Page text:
Let's say I am meditating for 2-3 hours each day. How long would it take?


How long would it take to enter?

That's like asking how long would it take for you to start tasting the curries that are already on your plate. Or like asking how long will it take for you to taste almonds and cashews when you are eating a mix of nuts. It's just a matter of you deciding to practice awareness on them.


When your mind wanders thinking about past/present/future or when your mind becomes concentrated/scattered, you can be mindful of it to practice the 3rd Satipattana


If you decide to practice mindfulness on seeing, hearing, smelling, tasting etc. or the five hindrances, that's the 4th Satipattana.

  • I find your answer a little bit unsufficient and also misleading, but in general, people who think that one can practise the 4 Satipatthanas individually have a wrong understanding. If one indeed could practise the 4 satipatthanas individually, how then do you practise relinquishment and dispassion as mentioned at the end of the sutta? These are 'achieved' under very deep concentration. At each stage the object of meditation automatically changes. If I start with breathing after a certain while rapture arises due to calming the body and mind. Rapture is then the start of vedana level
    – Val
    May 12 '18 at 5:51
  • Wrong! You do not need to attain Jhana to be mindful of Vedana. When you meditate, you feel pains in you legs, back etc. , you might feel itching. Being mindful of those is Vedananupassana. As you practice Satipattana Samdhi is developed at the same time. Relinquishment comes as you start to see Anicca, Dukkha , Anatta. May 12 '18 at 8:25
  • When do I exactly see Dukkha, Anatta? Now Impermanence can always be seen.. Let it be thoughts, feelings, emotions or even the in-and-out breaths. I find Dhammadhatu's approach much more convincing. The 4 Satipatthanas are stages which emerge in succession.
    – Val
    May 12 '18 at 15:22
  • 1
    @Val ex: when an unpleasant state arises, that is Dukkha. When a pleasant state perishes it is Dukkha. When you notice that you cannot control thoughts at will, it's Anatta. It's really not that difficult to see Anicca, Dukkha, Anatta even for a beginner unless you are doing Samatha only. May 12 '18 at 15:27

The cultivating of Satipatthāna consists of kāyānupassanā, vēdanānupassanā, cittānupassanā, and dhammānupassanā, is a systematic, guaranteed way, of attaining Nibbāna, by purification of the being, i.e., via cleansing one’s mind. In it Buddha says:

“Katame cattāro? Idha, bhikkhave, bhikkhu kāye kāyānupassi viharati ātāpī sampajānō, satimā vineyya lōke abhijjhā dōmanassam. Vedanāsu vedanānupassi viharati ātāpī sampajānō, satimā vineyya lōke abhijjhā dōmanassam. Citte cittänupassī viharati ātāpī sampajānō, satimā vineyya lōke abhijjhā dōmanassam. Dhammesu dhammānupassi viharati ātāpī sampajānō, satimā vineyya lōke abhijjhā dōmanassam”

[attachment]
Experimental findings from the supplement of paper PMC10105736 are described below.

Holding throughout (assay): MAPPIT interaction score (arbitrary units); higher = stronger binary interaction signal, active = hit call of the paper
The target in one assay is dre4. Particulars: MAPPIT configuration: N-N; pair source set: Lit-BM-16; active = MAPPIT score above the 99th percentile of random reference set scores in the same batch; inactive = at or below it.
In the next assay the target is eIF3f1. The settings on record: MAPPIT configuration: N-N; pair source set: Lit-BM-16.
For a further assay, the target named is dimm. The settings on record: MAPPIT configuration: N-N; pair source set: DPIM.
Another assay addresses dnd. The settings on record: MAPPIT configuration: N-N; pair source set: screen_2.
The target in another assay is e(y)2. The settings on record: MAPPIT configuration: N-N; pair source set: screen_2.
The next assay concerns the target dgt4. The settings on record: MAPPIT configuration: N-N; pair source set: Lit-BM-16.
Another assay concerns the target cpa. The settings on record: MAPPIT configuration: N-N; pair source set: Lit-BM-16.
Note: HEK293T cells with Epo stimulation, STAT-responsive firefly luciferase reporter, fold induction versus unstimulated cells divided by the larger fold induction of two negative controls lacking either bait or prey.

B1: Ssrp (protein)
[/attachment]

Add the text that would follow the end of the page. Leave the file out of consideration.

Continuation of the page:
“ātāpi” is to remove that “fire” from the heart and the stress from the mind, and calm the mind. This is the “cooling down”, the early stages of Nibbāna. In the Buddha’s last words: “..”appamadēna sampādēta” or “..make haste and sort out “immoral tendencies”. When one has done “sampādēta” one becomes “sampajannō”: One knows what is right and what is wrong automatically; it has become a habit. “sati ma vineyya lōke abhijjhā dōmanassam” means establishing moral mindset and moral conduct in order to be free from the debt-ridden world and to be relieved from abhijja and domanassa. This is the key to “cooling down”

Thus we should strive to “get rid of the fire or heat in the mind by being aware of kilesa or defilements and by removing extreme greed (abhijja) that leads to a depressed mind (domanassa)”. This “cooling down” is done in four ways: kāyānupassanā, vēdanānupassanā, cittānupassanā, and dhammānupassanā..

These are somewhat sequential, in the sense that one needs to start with taking care of major sources of abhijjā and domanassa with kāyānupassanā. One needs to be aware that one’s actions and speech need to be moral, i.e., to abstain from dasa akusala as much as possible. With the mind clear of the worst hindrances, then it will be easier to learn Dhamma with dhammānupassanā, be easier not to react to feelings (vēdanānupassanā) but to take time and evaluate consequences, and to automatically be aware of immoral thoughts that come to the mind (cittānupassanā). Thus, it is gradual process. Each advance helps with gaining confidence in one’s actions, helps not to just react to feelings, helps to think with a clear head, which in turn helps with the understanding process.

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